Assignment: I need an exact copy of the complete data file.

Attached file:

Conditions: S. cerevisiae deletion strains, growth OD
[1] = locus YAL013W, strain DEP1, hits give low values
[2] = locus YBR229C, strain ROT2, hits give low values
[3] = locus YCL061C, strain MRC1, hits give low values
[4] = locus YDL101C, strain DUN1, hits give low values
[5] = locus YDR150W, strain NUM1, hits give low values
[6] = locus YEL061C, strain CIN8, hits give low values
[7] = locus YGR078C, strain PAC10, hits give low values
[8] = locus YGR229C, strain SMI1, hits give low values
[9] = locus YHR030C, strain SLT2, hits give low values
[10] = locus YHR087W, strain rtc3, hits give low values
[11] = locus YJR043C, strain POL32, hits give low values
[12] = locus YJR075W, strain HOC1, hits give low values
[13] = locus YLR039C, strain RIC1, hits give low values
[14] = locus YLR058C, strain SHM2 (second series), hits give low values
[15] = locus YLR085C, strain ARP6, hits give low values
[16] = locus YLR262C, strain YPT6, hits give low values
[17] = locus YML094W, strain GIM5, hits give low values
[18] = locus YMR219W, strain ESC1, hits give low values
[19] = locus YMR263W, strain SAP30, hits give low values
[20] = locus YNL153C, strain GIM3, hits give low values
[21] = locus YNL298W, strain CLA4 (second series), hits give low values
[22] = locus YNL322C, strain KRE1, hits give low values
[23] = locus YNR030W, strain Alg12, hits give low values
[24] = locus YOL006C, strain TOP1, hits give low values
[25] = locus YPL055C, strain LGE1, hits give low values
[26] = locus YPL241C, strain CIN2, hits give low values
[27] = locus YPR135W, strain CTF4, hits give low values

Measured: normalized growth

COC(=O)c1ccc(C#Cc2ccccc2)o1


Conditions: S. cerevisiae deletion strains, growth OD
[1] = locus YAL013W, strain DEP1, hits give low values
[2] = locus YBR229C, strain ROT2, hits give low values
[3] = locus YCL061C, strain MRC1, hits give low values
[4] = locus YDL101C, strain DUN1, hits give low values
[5] = locus YDR150W, strain NUM1, hits give low values
[6] = locus YEL061C, strain CIN8, hits give low values
[7] = locus YGR078C, strain PAC10, hits give low values
[8] = locus YGR229C, strain SMI1, hits give low values
[9] = locus YHR030C, strain SLT2, hits give low values
[10] = locus YHR087W, strain rtc3, hits give low values
[11] = locus YJR043C, strain POL32, hits give low values
[12] = locus YJR075W, strain HOC1, hits give low values
[13] = locus YLR039C, strain RIC1, hits give low values
[14] = locus YLR058C, strain SHM2 (second series), hits give low values
[15] = locus YLR085C, strain ARP6, hits give low values
[16] = locus YLR262C, strain YPT6, hits give low values
[17] = locus YML094W, strain GIM5, hits give low values
[18] = locus YMR219W, strain ESC1, hits give low values
[19] = locus YMR263W, strain SAP30, hits give low values
[20] = locus YNL153C, strain GIM3, hits give low values
[21] = locus YNL298W, strain CLA4 (second series), hits give low values
[22] = locus YNL322C, strain KRE1, hits give low values
[23] = locus YNR030W, strain Alg12, hits give low values
[24] = locus YOL006C, strain TOP1, hits give low values
[25] = locus YPL055C, strain LGE1, hits give low values
[26] = locus YPL241C, strain CIN2, hits give low values
[27] = locus YPR135W, strain CTF4, hits give low values

Measured: normalized growth

COC(=O)c1ccc(C#Cc2ccccc2)o1